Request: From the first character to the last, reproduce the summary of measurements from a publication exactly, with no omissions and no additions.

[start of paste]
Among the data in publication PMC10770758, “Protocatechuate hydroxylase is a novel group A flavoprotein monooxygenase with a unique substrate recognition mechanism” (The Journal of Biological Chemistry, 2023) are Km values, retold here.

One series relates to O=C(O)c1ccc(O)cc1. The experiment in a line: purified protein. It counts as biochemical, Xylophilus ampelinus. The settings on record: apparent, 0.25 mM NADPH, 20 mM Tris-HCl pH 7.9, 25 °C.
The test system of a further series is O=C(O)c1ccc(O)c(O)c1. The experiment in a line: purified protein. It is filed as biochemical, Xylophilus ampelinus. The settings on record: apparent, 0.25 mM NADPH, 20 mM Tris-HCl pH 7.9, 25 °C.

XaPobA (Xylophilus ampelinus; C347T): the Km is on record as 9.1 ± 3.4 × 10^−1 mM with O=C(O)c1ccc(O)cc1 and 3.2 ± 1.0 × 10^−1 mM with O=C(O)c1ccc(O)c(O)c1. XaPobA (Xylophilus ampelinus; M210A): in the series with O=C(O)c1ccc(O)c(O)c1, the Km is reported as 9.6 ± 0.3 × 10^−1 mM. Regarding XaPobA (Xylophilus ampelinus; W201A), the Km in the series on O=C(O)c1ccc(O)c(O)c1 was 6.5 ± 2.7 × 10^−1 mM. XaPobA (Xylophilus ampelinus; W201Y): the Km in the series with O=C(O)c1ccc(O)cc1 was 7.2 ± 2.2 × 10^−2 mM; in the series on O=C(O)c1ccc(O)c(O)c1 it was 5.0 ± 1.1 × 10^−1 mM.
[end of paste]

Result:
Among the data in publication PMC10770758, “Protocatechuate hydroxylase is a novel group A flavoprotein monooxygenase with a unique substrate recognition mechanism” (The Journal of Biological Chemistry, 2023) are Km values, retold here.

One series relates to O=C(O)c1ccc(O)cc1. The experiment in a line: purified protein. It counts as biochemical, Xylophilus ampelinus. The settings on record: apparent, 0.25 mM NADPH, 20 mM Tris-HCl pH 7.9, 25 °C.
The test system of a further series is O=C(O)c1ccc(O)c(O)c1. The experiment in a line: purified protein. It is filed as biochemical, Xylophilus ampelinus. The settings on record: apparent, 0.25 mM NADPH, 20 mM Tris-HCl pH 7.9, 25 °C.

XaPobA (Xylophilus ampelinus; C347T): the Km is on record as 9.1 ± 3.4 × 10^−1 mM with O=C(O)c1ccc(O)cc1 and 3.2 ± 1.0 × 10^−1 mM with O=C(O)c1ccc(O)c(O)c1. XaPobA (Xylophilus ampelinus; M210A): in the series with O=C(O)c1ccc(O)c(O)c1, the Km is reported as 9.6 ± 0.3 × 10^−1 mM. Regarding XaPobA (Xylophilus ampelinus; W201A), the Km in the series on O=C(O)c1ccc(O)c(O)c1 was 6.5 ± 2.7 × 10^−1 mM. XaPobA (Xylophilus ampelinus; W201Y): the Km in the series with O=C(O)c1ccc(O)cc1 was 7.2 ± 2.2 × 10^−2 mM; in the series on O=C(O)c1ccc(O)c(O)c1 it was 5.0 ± 1.1 × 10^−1 mM.